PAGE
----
Building a Sustainable School Garden Program
In “Building and Institutionalizing a Sustainable School Program”, Dan Brown, a junior/senior high school teacher in rural Northern California, described how he and his students started with an existing greenhouse to build a garden program that now sells about 2000 pounds of organic produce each year. In 2007, he began applying for grants and used the Ag Mechanics shop to build raised beds, cold frames, shade frames, and high tunnels. Over the years, the garden program has sold many types of plants and produce, saved seeds, and run a CSA (Community Supported Agriculture) project.
Green Bronx Machine
Green Bronx Machine started as an after-school, alternative program for high school students and has evolved into an organization that serves more than 50,000 students with an interdisciplinary, project-based curriculum. Green Bronx Machine also supports the Food for Others Garden on a decommissioned city street in the Bronx, a wheelchair-accessible urban farm and culinary training kitchen for special needs students, and an outdoor Learning Garden at Community School 55 among many other projects and partnerships. Truly amazing!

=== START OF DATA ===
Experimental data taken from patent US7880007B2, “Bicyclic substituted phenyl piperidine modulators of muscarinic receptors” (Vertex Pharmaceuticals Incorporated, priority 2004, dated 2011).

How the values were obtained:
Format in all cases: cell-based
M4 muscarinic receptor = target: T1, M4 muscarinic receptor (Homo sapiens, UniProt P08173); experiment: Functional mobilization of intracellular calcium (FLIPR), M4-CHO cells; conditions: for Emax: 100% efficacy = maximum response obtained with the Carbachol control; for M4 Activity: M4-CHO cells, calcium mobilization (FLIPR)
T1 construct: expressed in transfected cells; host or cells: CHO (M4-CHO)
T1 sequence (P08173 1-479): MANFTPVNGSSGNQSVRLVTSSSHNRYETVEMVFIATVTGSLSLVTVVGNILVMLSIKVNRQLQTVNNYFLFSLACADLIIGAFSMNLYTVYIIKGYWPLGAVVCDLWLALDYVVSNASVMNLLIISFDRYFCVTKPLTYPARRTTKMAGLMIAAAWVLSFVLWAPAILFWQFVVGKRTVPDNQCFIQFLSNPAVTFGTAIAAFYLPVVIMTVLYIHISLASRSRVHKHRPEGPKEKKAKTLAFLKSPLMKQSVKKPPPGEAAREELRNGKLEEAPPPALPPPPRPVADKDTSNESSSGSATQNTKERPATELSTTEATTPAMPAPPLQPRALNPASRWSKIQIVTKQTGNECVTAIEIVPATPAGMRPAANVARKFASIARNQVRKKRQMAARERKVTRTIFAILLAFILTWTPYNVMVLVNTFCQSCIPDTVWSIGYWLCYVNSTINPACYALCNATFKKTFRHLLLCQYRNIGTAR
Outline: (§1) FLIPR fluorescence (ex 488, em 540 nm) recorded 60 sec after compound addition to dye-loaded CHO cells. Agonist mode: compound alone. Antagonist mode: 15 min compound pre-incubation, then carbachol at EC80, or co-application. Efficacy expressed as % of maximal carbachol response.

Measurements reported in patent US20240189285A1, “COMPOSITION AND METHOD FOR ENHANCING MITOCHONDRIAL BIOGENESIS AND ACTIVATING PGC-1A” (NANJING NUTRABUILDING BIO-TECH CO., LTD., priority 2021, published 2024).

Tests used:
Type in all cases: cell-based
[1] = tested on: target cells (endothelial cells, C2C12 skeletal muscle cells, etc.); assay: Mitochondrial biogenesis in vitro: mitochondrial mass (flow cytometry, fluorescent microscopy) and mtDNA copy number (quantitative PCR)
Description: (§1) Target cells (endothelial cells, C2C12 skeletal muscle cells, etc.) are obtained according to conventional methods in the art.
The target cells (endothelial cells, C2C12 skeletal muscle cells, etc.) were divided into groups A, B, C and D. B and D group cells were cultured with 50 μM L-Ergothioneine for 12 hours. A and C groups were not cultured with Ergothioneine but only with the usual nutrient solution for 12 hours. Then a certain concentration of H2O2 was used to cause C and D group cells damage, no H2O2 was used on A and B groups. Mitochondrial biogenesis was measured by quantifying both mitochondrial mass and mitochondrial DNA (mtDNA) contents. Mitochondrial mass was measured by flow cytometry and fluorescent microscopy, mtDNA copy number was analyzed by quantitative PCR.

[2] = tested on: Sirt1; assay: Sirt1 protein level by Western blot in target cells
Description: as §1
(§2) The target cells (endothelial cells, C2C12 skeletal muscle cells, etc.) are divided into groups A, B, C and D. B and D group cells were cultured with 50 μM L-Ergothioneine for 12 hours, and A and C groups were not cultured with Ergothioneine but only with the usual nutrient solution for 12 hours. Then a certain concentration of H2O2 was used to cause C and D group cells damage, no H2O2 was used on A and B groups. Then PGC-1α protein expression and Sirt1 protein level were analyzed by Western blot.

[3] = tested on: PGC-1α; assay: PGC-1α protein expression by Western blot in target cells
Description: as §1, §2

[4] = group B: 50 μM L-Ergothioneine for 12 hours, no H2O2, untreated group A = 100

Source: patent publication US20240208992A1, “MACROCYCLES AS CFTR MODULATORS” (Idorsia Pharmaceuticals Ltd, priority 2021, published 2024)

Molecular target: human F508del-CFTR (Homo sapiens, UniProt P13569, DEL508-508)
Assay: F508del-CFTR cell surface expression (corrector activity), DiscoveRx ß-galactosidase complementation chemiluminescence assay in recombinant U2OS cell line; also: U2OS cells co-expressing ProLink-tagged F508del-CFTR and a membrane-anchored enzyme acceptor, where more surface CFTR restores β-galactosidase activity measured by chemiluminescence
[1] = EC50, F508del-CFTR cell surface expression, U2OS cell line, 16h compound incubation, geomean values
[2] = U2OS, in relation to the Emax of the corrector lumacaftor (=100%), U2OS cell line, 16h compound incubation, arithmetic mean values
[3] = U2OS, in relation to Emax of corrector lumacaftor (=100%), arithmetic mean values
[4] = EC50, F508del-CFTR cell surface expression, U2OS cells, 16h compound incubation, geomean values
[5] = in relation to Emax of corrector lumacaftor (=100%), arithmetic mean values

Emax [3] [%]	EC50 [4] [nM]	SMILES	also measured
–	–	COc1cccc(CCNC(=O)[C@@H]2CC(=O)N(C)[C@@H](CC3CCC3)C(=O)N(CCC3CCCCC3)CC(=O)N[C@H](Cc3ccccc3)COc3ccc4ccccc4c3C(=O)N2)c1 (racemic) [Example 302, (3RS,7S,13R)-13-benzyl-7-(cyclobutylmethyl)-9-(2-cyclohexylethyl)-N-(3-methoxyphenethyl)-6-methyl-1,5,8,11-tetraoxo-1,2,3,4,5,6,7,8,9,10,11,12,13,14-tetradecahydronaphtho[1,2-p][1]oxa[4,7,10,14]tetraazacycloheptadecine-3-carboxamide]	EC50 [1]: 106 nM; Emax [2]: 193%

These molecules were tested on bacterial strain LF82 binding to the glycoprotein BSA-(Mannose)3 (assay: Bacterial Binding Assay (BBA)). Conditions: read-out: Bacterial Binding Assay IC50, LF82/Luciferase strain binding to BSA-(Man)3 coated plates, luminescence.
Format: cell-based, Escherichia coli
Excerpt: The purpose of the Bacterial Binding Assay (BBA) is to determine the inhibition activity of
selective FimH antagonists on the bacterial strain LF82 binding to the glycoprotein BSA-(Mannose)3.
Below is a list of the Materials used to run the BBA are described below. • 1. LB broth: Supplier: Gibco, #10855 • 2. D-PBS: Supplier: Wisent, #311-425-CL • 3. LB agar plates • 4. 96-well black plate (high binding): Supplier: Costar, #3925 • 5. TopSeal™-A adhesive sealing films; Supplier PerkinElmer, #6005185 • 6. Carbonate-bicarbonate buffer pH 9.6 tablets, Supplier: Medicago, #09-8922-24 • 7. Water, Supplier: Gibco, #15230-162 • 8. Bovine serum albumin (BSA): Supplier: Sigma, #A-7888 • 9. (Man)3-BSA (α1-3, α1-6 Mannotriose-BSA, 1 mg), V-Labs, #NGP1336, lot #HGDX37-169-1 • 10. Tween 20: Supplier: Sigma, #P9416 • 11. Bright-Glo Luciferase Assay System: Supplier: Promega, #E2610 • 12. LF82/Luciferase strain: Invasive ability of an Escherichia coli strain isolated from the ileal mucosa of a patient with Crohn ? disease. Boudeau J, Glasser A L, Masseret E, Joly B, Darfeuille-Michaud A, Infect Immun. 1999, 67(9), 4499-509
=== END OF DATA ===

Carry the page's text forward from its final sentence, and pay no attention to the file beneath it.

Upland High School Waste Audit Update
As a follow-up to the waste audit, the UUSD Nutrition Services Department is evaluating ways to collect and recycle food waste, increase education on school meal requirements, provide share buckets for unwanted items, switch to bulk condiments and sauces, and make more sustainable purchasing choices. Changes such as these will help UUSD meet the Senate Bill 1383 requirements for organic waste reduction and edible food recovery.